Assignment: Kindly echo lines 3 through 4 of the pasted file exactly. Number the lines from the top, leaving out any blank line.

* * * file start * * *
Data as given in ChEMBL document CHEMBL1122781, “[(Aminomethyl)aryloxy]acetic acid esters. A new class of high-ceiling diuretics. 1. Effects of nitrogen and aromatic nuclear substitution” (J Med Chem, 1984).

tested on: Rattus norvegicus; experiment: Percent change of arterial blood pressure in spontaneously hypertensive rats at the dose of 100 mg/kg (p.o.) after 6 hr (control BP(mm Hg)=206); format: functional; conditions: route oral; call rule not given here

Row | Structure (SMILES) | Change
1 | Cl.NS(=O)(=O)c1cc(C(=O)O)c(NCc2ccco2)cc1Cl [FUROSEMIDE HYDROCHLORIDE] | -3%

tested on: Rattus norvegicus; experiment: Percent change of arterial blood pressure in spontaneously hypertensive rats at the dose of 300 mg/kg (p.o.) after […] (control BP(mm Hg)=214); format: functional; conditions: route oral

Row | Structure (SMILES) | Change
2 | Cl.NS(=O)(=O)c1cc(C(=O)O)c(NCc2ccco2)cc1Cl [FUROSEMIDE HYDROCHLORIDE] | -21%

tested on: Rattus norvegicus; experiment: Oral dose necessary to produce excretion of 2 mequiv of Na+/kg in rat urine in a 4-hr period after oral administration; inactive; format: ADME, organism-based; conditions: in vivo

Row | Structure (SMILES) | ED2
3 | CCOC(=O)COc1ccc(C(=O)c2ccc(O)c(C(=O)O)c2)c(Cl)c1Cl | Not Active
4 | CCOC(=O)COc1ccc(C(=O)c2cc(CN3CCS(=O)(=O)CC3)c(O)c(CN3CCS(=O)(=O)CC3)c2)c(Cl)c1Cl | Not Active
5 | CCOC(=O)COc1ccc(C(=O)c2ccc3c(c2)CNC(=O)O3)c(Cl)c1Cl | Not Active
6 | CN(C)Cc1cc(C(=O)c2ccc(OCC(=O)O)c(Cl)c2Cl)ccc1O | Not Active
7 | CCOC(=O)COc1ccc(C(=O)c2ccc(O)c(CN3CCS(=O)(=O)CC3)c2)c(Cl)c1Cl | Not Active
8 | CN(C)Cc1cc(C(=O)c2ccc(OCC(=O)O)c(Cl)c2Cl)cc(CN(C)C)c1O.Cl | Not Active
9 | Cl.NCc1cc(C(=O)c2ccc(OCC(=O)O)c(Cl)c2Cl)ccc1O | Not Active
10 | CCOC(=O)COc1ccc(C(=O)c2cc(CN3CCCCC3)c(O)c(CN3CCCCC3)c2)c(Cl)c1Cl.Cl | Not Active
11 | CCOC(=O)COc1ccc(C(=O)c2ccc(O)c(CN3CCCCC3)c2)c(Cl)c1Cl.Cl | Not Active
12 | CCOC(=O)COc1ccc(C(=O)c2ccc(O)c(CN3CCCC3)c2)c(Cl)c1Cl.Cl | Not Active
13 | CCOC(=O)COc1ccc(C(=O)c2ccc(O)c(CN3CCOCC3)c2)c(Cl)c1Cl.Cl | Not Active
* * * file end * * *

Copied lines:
Row | Structure (SMILES) | Change
1 | Cl.NS(=O)(=O)c1cc(C(=O)O)c(NCc2ccco2)cc1Cl [FUROSEMIDE HYDROCHLORIDE] | -3%